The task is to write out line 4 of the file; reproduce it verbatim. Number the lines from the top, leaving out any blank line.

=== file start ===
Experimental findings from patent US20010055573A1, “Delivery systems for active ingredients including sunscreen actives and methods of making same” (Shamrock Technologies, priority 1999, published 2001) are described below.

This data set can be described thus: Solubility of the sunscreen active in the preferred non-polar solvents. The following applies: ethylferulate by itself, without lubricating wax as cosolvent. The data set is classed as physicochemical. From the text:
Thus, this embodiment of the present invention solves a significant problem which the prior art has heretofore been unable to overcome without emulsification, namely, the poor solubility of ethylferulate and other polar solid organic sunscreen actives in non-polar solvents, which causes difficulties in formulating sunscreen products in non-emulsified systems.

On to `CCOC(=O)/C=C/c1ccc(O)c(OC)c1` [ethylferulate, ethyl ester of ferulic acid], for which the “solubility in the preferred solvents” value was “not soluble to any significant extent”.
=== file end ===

On to `CCOC(=O)/C=C/c1ccc(O)c(OC)c1` [ethylferulate, ethyl ester of ferulic acid], for which the “solubility in the preferred solvents” value was “not soluble to any significant extent”.